By: The Quinnipiac University Economics Research Team, Niamh Savage
Source: Eurostat and own calculations. Exchange rates are inverted to be EURO per local currency (i.e., an increase indicates a stronger domestic currency) and then indexed to be 100 at the start of the period.
The currency trends starting July 22nd show a clear decline in the value of all CEE currencies. The largest decrease, at the end of the period, was in the Polish Zloty (red line); this shows a weakening of the domestic currency by over 1%. The Romanian Leu (yellow line) ended with the smallest decrease. Overall the trend was of a decrease for regional currency values.
Source: Eurostat and own calculations. Exchange rates are inverted to be EURO per local currency (i.e., an increase indicates a stronger domestic currency). The center line is a rolling three-month average. The upper and lower boundaries are the average plus and average minus one standard deviation, respectively, for the same three-month period.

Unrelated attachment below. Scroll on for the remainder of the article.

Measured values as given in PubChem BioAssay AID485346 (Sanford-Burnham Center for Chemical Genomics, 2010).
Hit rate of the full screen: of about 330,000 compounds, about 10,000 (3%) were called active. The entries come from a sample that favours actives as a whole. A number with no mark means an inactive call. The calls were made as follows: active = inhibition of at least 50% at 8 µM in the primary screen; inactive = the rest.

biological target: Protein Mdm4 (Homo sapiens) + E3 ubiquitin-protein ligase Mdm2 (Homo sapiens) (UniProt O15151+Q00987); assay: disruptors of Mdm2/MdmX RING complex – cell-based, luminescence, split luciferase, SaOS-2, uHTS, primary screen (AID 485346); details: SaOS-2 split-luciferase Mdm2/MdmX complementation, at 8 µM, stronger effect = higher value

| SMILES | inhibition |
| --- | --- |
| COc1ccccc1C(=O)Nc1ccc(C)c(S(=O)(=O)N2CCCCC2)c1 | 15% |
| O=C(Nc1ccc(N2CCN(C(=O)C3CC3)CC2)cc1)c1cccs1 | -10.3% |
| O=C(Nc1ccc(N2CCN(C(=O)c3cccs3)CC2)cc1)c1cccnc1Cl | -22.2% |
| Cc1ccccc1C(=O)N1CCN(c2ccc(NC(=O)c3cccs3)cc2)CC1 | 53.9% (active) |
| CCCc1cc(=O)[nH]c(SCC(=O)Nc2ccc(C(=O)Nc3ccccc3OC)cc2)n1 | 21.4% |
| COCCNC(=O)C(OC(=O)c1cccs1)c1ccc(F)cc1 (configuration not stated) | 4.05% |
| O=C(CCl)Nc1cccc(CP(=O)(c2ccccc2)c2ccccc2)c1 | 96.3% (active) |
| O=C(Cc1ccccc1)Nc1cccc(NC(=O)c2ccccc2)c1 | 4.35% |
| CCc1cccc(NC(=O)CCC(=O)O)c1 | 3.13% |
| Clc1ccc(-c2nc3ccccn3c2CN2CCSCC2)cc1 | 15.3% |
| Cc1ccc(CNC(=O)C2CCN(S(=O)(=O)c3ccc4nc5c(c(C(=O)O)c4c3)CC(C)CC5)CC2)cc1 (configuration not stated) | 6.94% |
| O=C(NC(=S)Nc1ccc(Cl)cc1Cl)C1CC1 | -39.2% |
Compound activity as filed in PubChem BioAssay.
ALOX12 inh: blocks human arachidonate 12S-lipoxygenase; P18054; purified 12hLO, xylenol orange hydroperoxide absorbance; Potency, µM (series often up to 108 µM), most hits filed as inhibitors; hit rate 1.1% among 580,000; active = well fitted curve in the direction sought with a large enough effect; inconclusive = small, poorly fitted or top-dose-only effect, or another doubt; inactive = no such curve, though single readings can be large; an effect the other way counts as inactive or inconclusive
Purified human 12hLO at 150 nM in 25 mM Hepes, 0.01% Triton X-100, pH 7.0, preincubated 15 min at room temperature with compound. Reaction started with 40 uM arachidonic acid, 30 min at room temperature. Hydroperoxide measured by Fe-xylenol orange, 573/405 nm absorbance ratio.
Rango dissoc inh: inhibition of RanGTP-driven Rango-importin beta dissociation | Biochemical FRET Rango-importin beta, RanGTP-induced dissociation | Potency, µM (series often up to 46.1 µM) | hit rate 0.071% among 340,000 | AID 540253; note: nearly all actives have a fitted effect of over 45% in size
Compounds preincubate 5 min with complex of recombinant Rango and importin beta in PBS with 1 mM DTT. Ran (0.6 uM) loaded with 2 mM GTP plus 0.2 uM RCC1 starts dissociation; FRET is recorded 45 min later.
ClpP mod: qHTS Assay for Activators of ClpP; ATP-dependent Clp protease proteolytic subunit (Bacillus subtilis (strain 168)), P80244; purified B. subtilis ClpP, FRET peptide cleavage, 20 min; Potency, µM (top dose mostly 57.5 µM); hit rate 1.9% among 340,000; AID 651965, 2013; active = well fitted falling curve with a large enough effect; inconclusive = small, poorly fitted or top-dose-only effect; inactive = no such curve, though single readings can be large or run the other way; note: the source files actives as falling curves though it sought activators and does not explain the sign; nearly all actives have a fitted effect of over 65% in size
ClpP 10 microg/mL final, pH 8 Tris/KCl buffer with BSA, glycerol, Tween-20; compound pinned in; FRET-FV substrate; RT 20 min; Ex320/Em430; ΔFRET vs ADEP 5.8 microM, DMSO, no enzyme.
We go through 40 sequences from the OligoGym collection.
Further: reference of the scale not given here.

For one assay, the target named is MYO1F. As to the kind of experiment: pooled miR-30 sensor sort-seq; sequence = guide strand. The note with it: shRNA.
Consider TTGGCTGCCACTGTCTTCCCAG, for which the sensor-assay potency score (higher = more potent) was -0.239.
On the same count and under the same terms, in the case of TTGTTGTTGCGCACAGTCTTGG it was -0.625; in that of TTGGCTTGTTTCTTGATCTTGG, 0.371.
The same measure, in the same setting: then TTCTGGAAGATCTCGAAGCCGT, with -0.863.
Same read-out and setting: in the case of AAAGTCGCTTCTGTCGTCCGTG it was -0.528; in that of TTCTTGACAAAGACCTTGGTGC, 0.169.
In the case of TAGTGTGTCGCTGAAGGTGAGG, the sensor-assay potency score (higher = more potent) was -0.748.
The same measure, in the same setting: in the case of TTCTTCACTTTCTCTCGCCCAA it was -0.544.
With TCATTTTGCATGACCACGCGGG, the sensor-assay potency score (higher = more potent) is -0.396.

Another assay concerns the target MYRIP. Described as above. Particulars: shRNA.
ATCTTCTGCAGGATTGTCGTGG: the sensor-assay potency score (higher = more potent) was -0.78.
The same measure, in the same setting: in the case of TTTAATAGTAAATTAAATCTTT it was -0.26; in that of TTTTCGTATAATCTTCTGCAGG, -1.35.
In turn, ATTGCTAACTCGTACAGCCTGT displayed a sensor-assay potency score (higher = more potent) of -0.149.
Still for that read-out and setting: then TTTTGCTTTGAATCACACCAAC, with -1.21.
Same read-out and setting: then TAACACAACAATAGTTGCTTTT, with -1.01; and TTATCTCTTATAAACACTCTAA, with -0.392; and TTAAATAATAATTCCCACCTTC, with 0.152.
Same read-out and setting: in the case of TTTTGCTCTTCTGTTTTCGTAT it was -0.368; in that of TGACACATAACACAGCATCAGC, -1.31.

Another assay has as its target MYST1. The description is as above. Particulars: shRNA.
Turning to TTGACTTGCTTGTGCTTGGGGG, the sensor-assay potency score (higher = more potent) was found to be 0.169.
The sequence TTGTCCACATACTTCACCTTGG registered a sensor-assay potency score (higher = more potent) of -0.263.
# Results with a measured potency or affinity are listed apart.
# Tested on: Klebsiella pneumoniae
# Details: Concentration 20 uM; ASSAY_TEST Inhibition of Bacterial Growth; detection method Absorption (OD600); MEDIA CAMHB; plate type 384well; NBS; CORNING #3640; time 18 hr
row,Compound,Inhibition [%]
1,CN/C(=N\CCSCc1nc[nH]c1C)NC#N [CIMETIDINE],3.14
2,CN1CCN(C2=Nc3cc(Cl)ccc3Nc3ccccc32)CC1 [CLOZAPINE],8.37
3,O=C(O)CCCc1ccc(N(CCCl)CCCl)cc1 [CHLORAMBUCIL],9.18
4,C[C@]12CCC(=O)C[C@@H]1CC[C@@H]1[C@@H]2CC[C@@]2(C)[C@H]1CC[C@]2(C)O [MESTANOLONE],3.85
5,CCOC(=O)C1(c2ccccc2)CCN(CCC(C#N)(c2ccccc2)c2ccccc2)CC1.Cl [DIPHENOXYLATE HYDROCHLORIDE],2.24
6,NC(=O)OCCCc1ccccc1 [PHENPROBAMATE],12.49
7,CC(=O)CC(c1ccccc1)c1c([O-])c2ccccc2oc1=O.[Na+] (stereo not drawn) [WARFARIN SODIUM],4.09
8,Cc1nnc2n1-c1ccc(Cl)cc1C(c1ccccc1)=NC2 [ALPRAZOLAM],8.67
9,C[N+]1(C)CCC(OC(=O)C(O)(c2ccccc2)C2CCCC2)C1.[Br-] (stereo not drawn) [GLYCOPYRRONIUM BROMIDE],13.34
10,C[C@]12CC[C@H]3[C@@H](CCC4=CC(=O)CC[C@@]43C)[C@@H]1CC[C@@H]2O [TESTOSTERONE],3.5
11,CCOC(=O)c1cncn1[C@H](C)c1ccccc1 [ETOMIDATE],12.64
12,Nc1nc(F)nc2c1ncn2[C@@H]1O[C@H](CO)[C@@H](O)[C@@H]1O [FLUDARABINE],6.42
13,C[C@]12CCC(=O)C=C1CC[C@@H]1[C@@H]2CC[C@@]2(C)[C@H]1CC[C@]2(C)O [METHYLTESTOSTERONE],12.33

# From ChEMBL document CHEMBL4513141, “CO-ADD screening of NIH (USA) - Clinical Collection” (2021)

Relative to their historical trends, the Czech Koruna and the Polish Zloty showed the largest variations in exchange rates throughout the period. The Czech Koruna began above its upper boundary, ending near its lower boundary. Similarly, the Polish Zloty began the period above their upper historical boundary and decreased beyond their lower historical boundary. In each case, the decline represents just over a two standard deviation decline which is a significant change by any measurement.
The Romanian Leu began above its upper boundary, but ended the period within its historical range. Alternately, the Hungarian Forint began within its historical range and decreased below the lower historical boundary.
Again, all currencies declined in value over this period relative to the Euro.